Roomful of Blues
Roomful of Blues

Roomful of Blues

About Roomful of Blues

Over the course of their decades-long existence, Roomful of Blues effectively became a franchise unto themselves, establishing a sound that endured despite nearly constant changes in their lineup. More than 45 musicians have been part of Roomful of Blues since their formation in the late '60s, and a number went on to notable careers of their own, including guitarists Duke Robillard and Ronnie Earl, organist Ron Levy, pianist Al Copley, singer Lou Ann Barton, vocalist/harmonica player Sugar Ray Norcia, and drummer Fran Christina (later of the Fabulous Thunderbirds). While Roomful of Blues started out playing blues with a strong rock influence, they evolved into modern purveyors of jump blues, featuring a mighty horn section (who often moonlighted from the band by artists impressed with their sound) along with guitars, bass, keys, drums, and powerful vocals. Their self-titled 1977 debut, co-produced by legendary songwriter Doc Pomus, showed the band knew their blues history but didn't let it stop them from having a good time, and subsequent efforts like 1981's Hot Little Mama, 1994's Dance All Night, 2001's Watch You When You Go, and 2005's Standing Room Only all testified to their easy balance of chops and showmanship. The band also has a stellar reputation as a concert act, and 2013's 45 Live demonstrated that nearly a half century on, they've never lost their ability to work a crowd.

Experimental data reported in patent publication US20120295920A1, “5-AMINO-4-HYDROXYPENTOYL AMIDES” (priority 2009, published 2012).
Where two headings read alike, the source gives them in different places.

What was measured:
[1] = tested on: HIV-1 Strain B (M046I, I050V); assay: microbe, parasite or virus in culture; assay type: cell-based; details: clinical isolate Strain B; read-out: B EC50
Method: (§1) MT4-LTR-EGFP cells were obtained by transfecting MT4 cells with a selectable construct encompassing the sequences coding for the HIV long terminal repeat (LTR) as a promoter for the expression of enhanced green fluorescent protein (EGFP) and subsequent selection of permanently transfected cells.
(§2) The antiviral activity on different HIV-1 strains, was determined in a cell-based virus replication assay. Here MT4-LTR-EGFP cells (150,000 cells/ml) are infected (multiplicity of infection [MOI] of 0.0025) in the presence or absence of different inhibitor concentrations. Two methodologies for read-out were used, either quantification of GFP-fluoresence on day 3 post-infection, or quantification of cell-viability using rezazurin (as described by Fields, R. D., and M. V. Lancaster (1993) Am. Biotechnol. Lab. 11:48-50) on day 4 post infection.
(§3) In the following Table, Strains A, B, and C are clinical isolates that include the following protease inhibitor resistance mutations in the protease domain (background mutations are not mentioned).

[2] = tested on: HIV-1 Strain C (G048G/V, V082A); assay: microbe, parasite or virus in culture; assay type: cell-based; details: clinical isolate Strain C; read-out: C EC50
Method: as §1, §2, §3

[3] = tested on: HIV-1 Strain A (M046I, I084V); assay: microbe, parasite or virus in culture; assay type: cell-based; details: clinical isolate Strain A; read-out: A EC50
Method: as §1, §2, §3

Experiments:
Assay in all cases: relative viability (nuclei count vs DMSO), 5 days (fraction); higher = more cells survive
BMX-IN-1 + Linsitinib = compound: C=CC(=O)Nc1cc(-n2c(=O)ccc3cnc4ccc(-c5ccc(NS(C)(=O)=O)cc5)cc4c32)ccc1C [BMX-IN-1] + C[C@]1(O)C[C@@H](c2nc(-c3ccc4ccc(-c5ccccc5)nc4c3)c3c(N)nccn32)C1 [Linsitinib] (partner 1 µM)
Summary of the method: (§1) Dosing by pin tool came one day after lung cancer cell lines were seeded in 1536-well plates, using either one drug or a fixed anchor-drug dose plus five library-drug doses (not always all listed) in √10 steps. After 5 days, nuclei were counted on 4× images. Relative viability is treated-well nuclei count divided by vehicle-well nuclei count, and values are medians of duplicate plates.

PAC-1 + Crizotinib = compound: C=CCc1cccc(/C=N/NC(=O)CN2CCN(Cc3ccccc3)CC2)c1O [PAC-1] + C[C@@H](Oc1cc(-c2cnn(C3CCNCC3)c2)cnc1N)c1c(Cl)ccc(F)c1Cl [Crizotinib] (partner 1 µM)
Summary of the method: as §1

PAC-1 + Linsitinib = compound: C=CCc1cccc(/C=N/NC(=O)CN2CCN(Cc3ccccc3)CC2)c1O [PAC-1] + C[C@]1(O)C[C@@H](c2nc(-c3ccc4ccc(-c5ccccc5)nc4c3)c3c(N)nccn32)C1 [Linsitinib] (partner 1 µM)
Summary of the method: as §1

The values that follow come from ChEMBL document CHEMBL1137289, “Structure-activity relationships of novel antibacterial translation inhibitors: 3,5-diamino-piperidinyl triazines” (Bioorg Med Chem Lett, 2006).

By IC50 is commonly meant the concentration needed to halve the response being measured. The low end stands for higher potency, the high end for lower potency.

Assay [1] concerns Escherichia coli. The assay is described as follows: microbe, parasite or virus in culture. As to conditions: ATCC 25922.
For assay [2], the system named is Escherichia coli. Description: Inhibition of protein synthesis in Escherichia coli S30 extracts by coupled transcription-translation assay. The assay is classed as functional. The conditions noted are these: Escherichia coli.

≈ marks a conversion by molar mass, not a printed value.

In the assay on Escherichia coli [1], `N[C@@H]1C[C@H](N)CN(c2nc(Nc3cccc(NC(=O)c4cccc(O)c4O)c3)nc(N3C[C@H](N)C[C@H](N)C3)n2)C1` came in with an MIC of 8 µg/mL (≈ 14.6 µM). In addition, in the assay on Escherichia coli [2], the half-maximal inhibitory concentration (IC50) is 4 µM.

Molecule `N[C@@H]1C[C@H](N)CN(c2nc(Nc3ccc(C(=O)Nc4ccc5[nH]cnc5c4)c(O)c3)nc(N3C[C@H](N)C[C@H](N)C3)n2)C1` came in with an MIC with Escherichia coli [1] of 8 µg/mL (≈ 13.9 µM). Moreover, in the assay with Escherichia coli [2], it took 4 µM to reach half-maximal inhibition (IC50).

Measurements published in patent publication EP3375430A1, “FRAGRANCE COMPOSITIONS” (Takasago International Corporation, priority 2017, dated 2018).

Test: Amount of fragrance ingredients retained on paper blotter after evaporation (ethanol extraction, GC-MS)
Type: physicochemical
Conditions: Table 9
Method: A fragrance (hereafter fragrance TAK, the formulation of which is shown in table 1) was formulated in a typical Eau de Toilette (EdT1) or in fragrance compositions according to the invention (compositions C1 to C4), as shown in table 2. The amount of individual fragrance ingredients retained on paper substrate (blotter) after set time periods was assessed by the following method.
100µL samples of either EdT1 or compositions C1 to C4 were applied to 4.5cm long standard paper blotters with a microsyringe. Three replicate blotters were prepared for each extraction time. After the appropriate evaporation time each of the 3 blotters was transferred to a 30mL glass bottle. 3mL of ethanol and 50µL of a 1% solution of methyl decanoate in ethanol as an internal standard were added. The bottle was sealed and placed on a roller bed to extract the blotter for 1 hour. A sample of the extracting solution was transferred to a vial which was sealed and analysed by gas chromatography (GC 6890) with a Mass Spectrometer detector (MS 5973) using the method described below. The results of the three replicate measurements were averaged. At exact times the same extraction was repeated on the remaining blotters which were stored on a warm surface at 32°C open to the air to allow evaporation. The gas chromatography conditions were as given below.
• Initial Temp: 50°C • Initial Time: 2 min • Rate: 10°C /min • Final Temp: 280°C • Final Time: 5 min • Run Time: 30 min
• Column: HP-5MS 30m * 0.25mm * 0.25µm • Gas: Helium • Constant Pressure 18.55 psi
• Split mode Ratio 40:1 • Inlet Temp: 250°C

A nine-piece outfit for the majority of their existence, Roomful of Blues were founded in Westerly, RI, all the way back in 1967, by guitarist Duke Robillard and pianist Al Copley. Settling on drummer Fran Christina and bassist Larry Peduzzi, the group began playing around the local club and coffeehouse circuit, initially pursuing a contemporary blues-rock style. Robillard quickly rethought their direction when he discovered jump blues, and in 1970 he added a horn section featuring saxophonists Greg Piccolo (tenor) and Rich Lataille (alto/tenor), plus a more swinging drummer in John Rossi; baritone saxophonist Doug James joined up in 1971. After a couple of years honing their sound and achieving local popularity, Roomful of Blues started supporting established blues artists, and started what would become a 15-year residency at the Knickerbocker Cafe in Westerly. In 1974, they gigged with Count Basie, a professed admirer, and after a few more years of live work, songwriter Doc Pomus finally helped the band get a record deal with Island. Their self-titled debut was released in 1977, and they followed it up with 1979's Let's Have a Party for Antilles. Robillard subsequently left the group to pursue other projects, eventually finding considerable success as a solo artist.